By David–“What the Department of Corrections wants you to believe…”? I’m sorry, but the individual in that article is still being manipulative and using nonsense numbers and phrases to try to make his point. “Thousands and thousands” of prisoners most likely to have contraband cell phones? If that’s the case a LOT of correctional officers are not doing their jobs. This person makes the very valid point that a prisoner’s family also “does time.” Very true. However, they are just another group of victims that the offender has made through their poor choices and bad decision-making process. For this offender… Read more »
By Kristin–Since when do inmates become experts on their own rehabilitation? Benjamin Franklin once said that the most cruel thing one man can do to another is make him comfortable in his poverty. Our efforts to combat recidivism should bear that in mind, while at the same time showing inmates that more comfortable circumstances are an attainable goal. As Mr. Buckner said above, better things should be earned. At my facility, inmates can make unmonitored calls to their lawyers on land line phones in housing units and the Legal Resource Center. All other calls are monitored. That is as it… Read more »
By Frans–It is not so strange that everybody who has suffered the destructive consequences of a repressive system like a prison, inmates and staff, knows that a clear and strict regime can give protection for everybody. I am not surprised that former inmates do’nt have a “pink” view on the matter. No reason to be optimistic about the tendencies amongst the prison-population. I must admit that it is easier to be optimistic when one can speak as a well-positioned and respected member of the middleclass. At the other hand there still are inmates, even quite a few on death row,… Read more »
By Frans–I like Roberts remarks funding education, healthy food and a good daily program. His remarks about “people who are not in the frontline” make clear how sensitive the matter is. Keeping the balance between creating a secure environment and giving inmates the chance to effectively prepare their return to society is incredibly difficult . As a prison director and former guard and super-intendant I know very well that this matter is directly connected with the security and well-being of the prison-staff. In practice, in the Dutch situation I have positive experiences with using cell-phones for certain categories of prisoners.… Read more »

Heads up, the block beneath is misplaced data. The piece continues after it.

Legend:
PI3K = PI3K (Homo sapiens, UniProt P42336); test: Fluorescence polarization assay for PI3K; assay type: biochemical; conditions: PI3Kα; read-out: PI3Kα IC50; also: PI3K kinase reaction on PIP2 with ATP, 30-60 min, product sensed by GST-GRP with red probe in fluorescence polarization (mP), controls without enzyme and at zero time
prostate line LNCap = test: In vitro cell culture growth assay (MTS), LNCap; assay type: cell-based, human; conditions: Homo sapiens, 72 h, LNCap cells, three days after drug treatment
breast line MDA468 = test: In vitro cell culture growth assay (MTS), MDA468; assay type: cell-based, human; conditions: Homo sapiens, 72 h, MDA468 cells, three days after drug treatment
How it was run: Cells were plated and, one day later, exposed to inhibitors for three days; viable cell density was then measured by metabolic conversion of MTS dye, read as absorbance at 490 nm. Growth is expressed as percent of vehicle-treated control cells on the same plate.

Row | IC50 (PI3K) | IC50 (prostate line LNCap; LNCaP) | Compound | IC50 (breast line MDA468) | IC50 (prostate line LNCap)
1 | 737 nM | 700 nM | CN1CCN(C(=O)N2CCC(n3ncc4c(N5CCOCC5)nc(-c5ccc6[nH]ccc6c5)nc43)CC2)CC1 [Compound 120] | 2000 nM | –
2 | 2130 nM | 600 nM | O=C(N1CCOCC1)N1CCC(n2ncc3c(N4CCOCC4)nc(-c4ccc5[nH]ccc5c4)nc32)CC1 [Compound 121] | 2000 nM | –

robert• How about we define what sort of prisons we are talking about. As death row, institutions for criminally insane, sexual predators, prisoner with sadistic tendencies are not the same as someone who is in for fines let’s being realistic. I have encountered prisoner who would hurt, kill or abuse at any opportunity . Prisoners that have abused tortured and killed their own children. On the other hand a prisoner who was in the wrong place at the wrong time ,traffic accidents etc. It is not the same . Let’s say in the right conditions where prisoner are at a… Read more »
James • For all those posting on this discussion, please initiate a google search on Rayful Edmond, and intently read about his case. Once you’ve done that, consider what he could have done with a cell phone. Some of us (within this discussion) are approaching the matter in the spirit of altruism, without knowing the full danger of unmonitored inmate communication. I’m fully in favor of enhanced efforts geared toward treatment and reintegration. However, we must remember, the mission of corrections is and always will be, the protection of the public.
frans• An inmate can only have controlled communication with the outside world. That means that we check letters and have the possibility to listen to recorded phonecalls or even be present when somebody calls. We can separate inmates and their visitors physically by glass. The level of security is based on the risc profile of an inmate. As I said before: even the most restricted inmates can communicate within their network in many ways, without us knowing. Remember Steve McQueen in the classic movie Papillon: even when he was in a dark whole in the ground, totally isolated on Devilsisland,… Read more »
frans• Thank you, Bradley. I say a prison is a self-contained, institutional environment, where prison staff and inmates suffer from the same tendencies. They often do not communicate with each other. They speak in the presence of one another about one another as though neither can hear what the other is saying. They stop perceiving each other as human beings—human beings with families, children and specific, personal characteristics. The staff often treat the inmates in the same manner they feel treated by their boss; in other words, the culture of the prison is top-down. Prison is highly hierarchical, and as… Read more »